The hedges at Sanford Stadium have been a mainstay dating back to 1929.
Photo: Dan Evans/UGA Sports
Photo: Dan Evans/UGA Sports

Georgia football traditions: Sanford Stadium hedges

The phrase “between the hedges,” coined by Atlanta Journal sportswriter Grantland Rice, is synonymous with Georgia football.

Sanford Stadium’s privet hedges, which cover about 5,000 square feet around the playing field have survived disease, winter weather and more than one move.

The hedges are not just cosmetic there is a low chain-link fence running through the branches to aid in crowd control.

It didn’t help on Oct. 7, 2000, when Georgia fans destroyed the hedges as they stormed the field to celebrate Georgia’s first win over Tennessee since 1988.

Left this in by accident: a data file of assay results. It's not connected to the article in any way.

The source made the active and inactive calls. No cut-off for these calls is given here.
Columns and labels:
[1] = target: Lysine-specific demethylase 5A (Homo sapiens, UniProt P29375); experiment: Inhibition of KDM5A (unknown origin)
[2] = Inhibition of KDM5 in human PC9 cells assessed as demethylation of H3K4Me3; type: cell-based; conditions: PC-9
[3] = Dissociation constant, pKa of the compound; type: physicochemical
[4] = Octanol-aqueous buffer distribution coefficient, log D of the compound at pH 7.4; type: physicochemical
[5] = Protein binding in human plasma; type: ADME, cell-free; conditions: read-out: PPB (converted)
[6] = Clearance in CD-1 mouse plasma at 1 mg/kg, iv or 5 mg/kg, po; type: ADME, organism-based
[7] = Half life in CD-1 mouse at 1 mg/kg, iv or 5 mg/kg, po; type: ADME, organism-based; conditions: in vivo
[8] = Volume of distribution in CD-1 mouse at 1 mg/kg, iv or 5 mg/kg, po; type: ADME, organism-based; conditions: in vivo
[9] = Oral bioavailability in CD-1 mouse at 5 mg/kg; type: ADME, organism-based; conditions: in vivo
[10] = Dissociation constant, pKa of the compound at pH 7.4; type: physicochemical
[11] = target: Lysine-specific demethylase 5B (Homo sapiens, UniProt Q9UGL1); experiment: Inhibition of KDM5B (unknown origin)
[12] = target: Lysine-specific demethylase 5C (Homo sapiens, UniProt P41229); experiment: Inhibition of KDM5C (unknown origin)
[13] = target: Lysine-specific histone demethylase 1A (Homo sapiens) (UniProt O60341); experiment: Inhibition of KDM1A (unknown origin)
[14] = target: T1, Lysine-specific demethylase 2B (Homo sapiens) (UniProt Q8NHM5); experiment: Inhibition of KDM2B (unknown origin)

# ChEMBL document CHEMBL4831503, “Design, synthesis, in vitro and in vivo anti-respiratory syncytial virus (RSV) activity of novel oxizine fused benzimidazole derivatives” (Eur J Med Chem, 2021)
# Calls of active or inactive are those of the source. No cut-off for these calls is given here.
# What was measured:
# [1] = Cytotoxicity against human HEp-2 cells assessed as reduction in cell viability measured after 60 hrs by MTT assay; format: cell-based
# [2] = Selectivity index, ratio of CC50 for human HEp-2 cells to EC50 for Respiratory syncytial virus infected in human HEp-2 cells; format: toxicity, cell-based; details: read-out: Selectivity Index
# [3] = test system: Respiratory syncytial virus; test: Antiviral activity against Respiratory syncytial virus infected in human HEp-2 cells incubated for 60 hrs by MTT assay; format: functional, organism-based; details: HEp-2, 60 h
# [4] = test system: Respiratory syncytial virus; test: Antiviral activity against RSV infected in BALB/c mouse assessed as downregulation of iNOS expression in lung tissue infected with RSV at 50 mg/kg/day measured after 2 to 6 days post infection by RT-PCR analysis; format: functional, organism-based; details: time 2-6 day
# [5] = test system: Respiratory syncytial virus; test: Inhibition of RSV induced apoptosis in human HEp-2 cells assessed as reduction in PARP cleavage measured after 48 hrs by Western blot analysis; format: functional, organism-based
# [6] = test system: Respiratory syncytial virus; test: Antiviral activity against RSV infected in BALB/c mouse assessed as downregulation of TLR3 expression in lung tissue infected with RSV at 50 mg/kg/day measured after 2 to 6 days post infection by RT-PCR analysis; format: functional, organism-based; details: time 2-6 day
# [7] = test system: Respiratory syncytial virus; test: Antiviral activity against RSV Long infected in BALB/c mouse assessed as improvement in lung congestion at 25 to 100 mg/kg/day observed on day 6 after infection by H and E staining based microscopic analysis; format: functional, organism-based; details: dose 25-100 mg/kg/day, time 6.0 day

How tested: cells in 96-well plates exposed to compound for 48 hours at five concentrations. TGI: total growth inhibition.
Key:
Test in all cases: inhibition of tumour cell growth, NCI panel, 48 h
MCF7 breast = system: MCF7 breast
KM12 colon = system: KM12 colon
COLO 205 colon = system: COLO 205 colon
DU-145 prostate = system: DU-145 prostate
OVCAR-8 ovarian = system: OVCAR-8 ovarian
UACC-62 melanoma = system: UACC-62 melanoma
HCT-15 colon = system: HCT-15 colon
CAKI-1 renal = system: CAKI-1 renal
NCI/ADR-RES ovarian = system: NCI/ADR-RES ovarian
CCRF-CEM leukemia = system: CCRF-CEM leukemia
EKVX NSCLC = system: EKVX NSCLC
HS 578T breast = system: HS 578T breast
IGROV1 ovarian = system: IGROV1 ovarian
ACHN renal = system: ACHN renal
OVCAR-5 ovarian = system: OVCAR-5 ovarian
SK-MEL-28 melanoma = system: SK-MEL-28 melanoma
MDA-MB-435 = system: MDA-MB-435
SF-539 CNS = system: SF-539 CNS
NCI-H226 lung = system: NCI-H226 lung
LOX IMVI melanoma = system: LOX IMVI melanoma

The hedges near Uga's doghouse in front of the student section in the northeast corner of Sanford Stadium are ravaged and torn away on Oct. 8, 2000, after they suffered extensive damage by fans who mobbed the field after Georgia's victory over Tennessee.
Photo: Andrew Davis Tucker/Athens Daily News

The privet Ligustrum hedges were temporarily removed from the west and south sides of the field after the 2017 season — and were stored for months at secret locations — to accommodate a construction crane on the field, but they were replanted in their original positions in time for the 2018 G-Day game.

It is not the first time the hedges have been removed. They were moved out to make room for a soccer field during the 1996 Olympics and replanted before football season.

The hedges were less-than-lush for Georgia’s spring game after an aggressive pruning, but UGA officials expect them to be rejuvenated by the start of the 2018  season.

From 1929 to 2017, the Bulldogs are 346-106-9 between the hedges.

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